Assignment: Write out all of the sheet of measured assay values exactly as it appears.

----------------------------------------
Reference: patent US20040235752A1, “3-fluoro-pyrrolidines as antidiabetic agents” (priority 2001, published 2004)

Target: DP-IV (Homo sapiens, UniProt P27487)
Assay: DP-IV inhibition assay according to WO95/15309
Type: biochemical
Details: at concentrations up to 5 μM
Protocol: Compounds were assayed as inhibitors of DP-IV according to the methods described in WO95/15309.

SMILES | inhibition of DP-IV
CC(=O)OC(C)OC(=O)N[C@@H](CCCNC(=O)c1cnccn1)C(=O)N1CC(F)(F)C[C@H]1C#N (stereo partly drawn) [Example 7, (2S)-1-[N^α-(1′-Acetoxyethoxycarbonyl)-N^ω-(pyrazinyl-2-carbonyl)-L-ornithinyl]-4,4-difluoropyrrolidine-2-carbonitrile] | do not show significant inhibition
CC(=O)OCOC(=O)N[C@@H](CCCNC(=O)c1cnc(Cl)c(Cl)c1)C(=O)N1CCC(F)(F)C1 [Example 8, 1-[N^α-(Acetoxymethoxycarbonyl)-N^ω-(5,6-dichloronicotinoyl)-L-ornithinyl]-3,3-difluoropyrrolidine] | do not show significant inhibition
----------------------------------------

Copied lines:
Reference: patent US20040235752A1, “3-fluoro-pyrrolidines as antidiabetic agents” (priority 2001, published 2004)

Target: DP-IV (Homo sapiens, UniProt P27487)
Assay: DP-IV inhibition assay according to WO95/15309
Type: biochemical
Details: at concentrations up to 5 μM
Protocol: Compounds were assayed as inhibitors of DP-IV according to the methods described in WO95/15309.

SMILES | inhibition of DP-IV
CC(=O)OC(C)OC(=O)N[C@@H](CCCNC(=O)c1cnccn1)C(=O)N1CC(F)(F)C[C@H]1C#N (stereo partly drawn) [Example 7, (2S)-1-[N^α-(1′-Acetoxyethoxycarbonyl)-N^ω-(pyrazinyl-2-carbonyl)-L-ornithinyl]-4,4-difluoropyrrolidine-2-carbonitrile] | do not show significant inhibition
CC(=O)OCOC(=O)N[C@@H](CCCNC(=O)c1cnc(Cl)c(Cl)c1)C(=O)N1CCC(F)(F)C1 [Example 8, 1-[N^α-(Acetoxymethoxycarbonyl)-N^ω-(5,6-dichloronicotinoyl)-L-ornithinyl]-3,3-difluoropyrrolidine] | do not show significant inhibition